Readers Question: Identify and explain economic variables that may be affected negatively by the economic slowdown.
Some of the problems of a recession include
- Falling Output. Less will be produced leading to lower real GDP and lower average incomes. Wages tend to rise much more slowly or not at all.
- Unemployment. The biggest problem of a recession is a rise in cyclical unemployment. Because firms produce less, they demand fewer workers leading to a rise in unemployment.
- Higher Government Borrowing. In a recession, government finances tend to deteriorate. People pay fewer taxes because of higher unemployment and they need to spend more on unemployment benefits. This deterioration in government finances can cause markets to be worried about levels of government borrowing leading to higher interest rate costs. This rise in bond yields may put pressure on governments to reduce budget deficits through spending cuts and tax rises. This can make the recession worse and more difficult to get out of. This was particularly a problem for many Eurozone economies in the aftermath of 2009 recession. See: Euro fiscal crisis
- Devaluation of the exchange rate. Currencies tend to devalue in a recession because, in a recession, people expect lower interest rates and so there is less demand for the currency. However, if there is a global recession and all countries are affected this may not occur.
- Hysteresis. This is the argument that a rise in temporary (cyclical) unemployment can translate into higher structural (long-term) unemployment. If someone has been unemployed for a year during a recession, they may become less employable (e.g. lose on the job training, e.t.c) See – hysteresis
- Falling asset prices. In a recession, there is less demand for buying fixed assets such as housing. Falling house prices can aggravate the fall in consumer spending and also increase bank losses. This fall in asset prices is particularly a feature of a balance sheet recession (e.g. 2009-10) recession. See – Balance sheet recession.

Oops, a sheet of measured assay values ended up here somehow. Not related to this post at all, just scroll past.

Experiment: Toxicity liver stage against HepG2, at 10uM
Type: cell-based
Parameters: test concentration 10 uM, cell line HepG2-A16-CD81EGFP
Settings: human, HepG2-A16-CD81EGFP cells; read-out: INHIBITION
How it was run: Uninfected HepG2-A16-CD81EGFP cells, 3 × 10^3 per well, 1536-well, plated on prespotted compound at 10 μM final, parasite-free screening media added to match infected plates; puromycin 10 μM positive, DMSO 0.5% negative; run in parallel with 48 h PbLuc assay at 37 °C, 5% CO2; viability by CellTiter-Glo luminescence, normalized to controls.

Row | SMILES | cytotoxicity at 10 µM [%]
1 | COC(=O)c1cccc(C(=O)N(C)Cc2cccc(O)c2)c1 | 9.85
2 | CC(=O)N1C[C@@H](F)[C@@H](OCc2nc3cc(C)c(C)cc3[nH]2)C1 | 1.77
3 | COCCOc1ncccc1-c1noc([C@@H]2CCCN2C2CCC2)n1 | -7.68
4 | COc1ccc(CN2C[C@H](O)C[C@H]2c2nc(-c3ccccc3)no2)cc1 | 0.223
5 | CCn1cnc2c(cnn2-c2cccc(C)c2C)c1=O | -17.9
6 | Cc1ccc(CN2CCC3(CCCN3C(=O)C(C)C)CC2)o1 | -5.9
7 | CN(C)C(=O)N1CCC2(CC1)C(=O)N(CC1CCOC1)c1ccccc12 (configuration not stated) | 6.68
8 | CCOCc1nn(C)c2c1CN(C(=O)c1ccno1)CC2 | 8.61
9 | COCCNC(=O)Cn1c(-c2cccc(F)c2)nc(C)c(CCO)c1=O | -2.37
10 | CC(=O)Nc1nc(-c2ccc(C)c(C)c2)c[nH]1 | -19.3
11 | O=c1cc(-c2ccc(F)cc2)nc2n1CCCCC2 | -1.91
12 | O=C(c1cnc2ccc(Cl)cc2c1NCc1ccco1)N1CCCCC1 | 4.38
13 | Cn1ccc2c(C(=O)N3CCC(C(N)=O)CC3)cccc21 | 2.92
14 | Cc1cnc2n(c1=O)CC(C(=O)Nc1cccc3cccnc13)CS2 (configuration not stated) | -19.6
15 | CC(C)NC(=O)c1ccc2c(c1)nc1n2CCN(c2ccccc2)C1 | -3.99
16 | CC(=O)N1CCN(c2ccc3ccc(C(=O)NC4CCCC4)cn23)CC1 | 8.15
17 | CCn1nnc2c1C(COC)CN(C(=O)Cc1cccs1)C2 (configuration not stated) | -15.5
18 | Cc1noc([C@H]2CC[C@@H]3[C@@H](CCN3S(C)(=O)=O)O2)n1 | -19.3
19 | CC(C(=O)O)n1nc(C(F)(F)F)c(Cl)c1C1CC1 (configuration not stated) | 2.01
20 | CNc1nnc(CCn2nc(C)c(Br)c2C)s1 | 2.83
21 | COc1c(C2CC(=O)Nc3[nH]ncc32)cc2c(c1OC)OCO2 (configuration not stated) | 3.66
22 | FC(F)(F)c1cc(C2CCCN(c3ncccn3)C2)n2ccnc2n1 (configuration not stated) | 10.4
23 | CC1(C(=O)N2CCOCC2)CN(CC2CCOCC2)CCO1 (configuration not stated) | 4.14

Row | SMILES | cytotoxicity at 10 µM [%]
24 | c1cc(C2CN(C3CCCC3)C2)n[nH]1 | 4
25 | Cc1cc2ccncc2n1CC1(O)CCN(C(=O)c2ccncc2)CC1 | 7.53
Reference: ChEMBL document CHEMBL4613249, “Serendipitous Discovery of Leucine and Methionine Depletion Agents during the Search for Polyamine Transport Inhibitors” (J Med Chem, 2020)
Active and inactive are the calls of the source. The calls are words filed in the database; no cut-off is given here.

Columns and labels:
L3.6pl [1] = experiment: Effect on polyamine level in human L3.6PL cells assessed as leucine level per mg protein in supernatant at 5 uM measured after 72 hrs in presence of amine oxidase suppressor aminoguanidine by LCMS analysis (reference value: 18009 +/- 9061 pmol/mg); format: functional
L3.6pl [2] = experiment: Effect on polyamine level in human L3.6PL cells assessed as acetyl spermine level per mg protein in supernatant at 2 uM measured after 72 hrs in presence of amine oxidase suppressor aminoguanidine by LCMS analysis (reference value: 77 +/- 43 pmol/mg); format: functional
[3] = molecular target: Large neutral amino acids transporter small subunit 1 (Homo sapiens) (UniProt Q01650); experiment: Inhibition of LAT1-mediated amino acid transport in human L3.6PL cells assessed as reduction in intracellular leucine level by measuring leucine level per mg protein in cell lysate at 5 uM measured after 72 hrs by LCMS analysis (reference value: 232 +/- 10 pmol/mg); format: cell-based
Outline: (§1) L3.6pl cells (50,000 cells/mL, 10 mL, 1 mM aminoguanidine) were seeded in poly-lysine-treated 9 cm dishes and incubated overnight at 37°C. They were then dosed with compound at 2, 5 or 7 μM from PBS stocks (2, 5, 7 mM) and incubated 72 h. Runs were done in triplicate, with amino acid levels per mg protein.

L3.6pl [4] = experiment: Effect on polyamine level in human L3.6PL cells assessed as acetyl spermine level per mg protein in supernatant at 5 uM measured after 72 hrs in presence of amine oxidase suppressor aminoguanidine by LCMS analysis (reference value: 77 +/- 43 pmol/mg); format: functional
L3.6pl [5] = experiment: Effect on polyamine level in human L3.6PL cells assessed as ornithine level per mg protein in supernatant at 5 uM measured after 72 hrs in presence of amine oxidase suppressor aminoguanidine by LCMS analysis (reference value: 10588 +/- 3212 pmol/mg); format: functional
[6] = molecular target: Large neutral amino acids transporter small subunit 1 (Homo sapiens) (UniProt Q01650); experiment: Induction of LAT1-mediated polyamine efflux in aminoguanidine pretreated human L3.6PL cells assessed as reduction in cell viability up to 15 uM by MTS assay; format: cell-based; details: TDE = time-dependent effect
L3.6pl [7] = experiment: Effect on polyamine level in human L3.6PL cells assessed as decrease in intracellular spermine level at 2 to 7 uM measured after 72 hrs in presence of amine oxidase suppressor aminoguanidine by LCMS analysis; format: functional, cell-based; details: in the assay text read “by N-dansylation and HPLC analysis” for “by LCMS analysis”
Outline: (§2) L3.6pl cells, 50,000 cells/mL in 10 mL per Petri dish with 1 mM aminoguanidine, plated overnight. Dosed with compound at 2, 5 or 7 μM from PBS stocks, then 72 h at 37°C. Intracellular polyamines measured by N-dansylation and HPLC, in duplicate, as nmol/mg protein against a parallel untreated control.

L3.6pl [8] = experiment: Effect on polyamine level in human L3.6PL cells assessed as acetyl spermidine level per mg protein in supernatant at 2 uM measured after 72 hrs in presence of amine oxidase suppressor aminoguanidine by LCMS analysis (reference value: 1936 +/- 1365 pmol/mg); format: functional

- Falling share prices. Lower profits lead to lower levels of share prices.
- Social problems related to rising unemployment, e.g. higher rates of social exclusion.
- Increased inequality. A recession tends to aggravate income inequality and relative poverty. In particular, unemployment (relying on unemployment benefits) is one of the largest causes of relative poverty.
- Rise in Protectionism. In response to a global downturn, countries are often encouraged to respond with protectionist measures (e.g. raising import duties). This leads to retaliation and a general decline in trade which has adverse effects.
Evaluation – can recessions be beneficial?
- Some economists may say an economic downturn is necessary to solve inflation. For example, recessions of 1980 and UK recession of 1991/92.
- Recessions can force firms to be more efficient and the ‘creative destruction’ of a recession can allow new firms to emerge.
However, these factors don’t outweigh the high personal and social costs of recession.
Examples of recession US 2008/09
Recession 2008-2009. Fall in real GDP
Unemployment started to rise just as the economy went into recession.
US house prices
House prices fell just before the recession started in 2006; falling house prices were a factor in causing the recession. But, as the recession started, house prices fell further.
Great Depression 1929-32
The Great Depression was a much more serious recession, with output falling over 26% in three years.
It led to a much higher rate of unemployment – with the rate rising from 0% to 25% in two years time.